There are a lot of different ways to organize this. It's probably a little bit too detailed to get into on this particular podcast, but there are cheat sheets around the internet that you can go find. Go find a cheat sheet, read it, and you'll get the gist of what those particular things are.

The key is, don't forget it's about your marketing strategy. You want to pick models that represent your marketing strategy. It's also important to run multiple models at the same time because you may learn something from comparing the results of one model versus what's happening with another model.

Does this sound like what you are doing in your organization?

Should you be in the future if not?

More importantly, what are you learning from the model or models you are using to gain insights?

We will get back to Bonnie Crater in a few minutes, but first, it's time for some ...

Dope B2B Learnings From The Vault of MarketingProfs Articles

That's right, it's time to dig into the treasure trove of valuable information and pull out two pieces of gold to help you be a better B2B marketer.

Article one this week is: Four Steps for Successfully Implementing Marketing Attribution by Opher Kahane

Marketers today are facing an increasingly diverse set of challenges.

On the one hand, they are pushing out messages at a breakneck pace through a continually increasing number of digital channels.

At the same time, they have never had more pressure to be accountable in pursuit of ROI.

To try to make sense of what's happening, many organizations are looking at attribution solutions as the silver bullet for understanding how channels contribute to sales.

Though attribution can be useful in analyzing marketing activities, implementing attribution solutions is not easy.

Too often, it isn't until a significant investment has been made that most organizations realize attribution solution doesn't provide the answers they need.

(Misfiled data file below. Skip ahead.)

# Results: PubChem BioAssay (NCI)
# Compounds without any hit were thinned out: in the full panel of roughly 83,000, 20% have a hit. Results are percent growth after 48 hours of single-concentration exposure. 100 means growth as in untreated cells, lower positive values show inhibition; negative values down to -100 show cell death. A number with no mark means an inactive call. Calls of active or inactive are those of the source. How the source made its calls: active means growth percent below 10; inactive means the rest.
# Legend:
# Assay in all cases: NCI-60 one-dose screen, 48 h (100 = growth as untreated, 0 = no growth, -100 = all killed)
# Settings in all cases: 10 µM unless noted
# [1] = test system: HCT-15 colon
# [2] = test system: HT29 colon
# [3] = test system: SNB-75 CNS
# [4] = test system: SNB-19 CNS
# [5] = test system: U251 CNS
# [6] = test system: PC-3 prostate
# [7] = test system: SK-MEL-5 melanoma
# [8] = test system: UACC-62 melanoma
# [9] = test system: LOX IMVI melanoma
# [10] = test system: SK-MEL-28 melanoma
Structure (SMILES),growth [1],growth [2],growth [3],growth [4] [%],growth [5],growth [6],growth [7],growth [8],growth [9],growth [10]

There is hope, however.

Article two this week is: Attribution 101: Three Ways to Measure Marketing Attribution and the Pros and Cons of Each by Marketo

Marketing measurement is having a moment.

Let me clarify: Accountability has always been important for marketers, but lately, there's been renewed interest—and investment—in piecing together the attribution puzzle.

Beyond engagement metrics or pipeline reporting, the next-generation CMO is building an organization that runs on comprehensive, granular, and nuanced performance metrics.

In fact, 91% percent of CMOs reported they are "taking action to better measure marketing ROI in the future," according to a recent Forbes study.

The study also found that organizations that strive for "higher levels of marketing accountability" also achieve notably improved growth performance. And in the modern organization, growth is the marketer's mandate.

That leads to an important question: What's the best method for measuring revenue growth and ROI for your business?

Want to keep learning more? If so, check the links in the description below after the live show to get access to both fantastic MarketingProfs articles.

OK, back to Bonnie Crater... Let's dive back into this conversation of A B2B Marketer's Guide to Marketing Attribution

In this clip, I ask Bonnie what tips or tricks B2B Marketers can look towards about this attribution conversation.

Let's see what she had to share.

Bonnie: Absolutely. I would say the first thing is really pay attention to the data. When I say the data, if you see some things that are unusual, it might mean some of your systems are feeding incorrect information and you're not getting the right answers. Paying attention to your data is really important and really understanding how your systems are all working together.

If you're lucky enough, you'll have somebody who is assigned this job in your organization. If you're lucky enough, you'll have somebody that is every day waking up just making sure that all of the data looks like it's flowing correctly, and that person will understand and know the systems. If you're not so lucky, do the best that you can. That would be my first tip is really pay attention to your data.

The second tip I'd say is it's really important to look at the results. What is the point of measuring if you don't actually get together with a group, show the results in a dashboard or a report, or some other presentation, and really discuss what's going on, what you think is working, what you think is not working? Take action items.

The meetings should be regular. Most companies that I know that are really doing this well, there's a weekly meeting that you look at this data, you take action items, and you figure out what's going on. Those are great opportunities to discover even that the way you're collecting the data isn't quite right and you can make adjustments.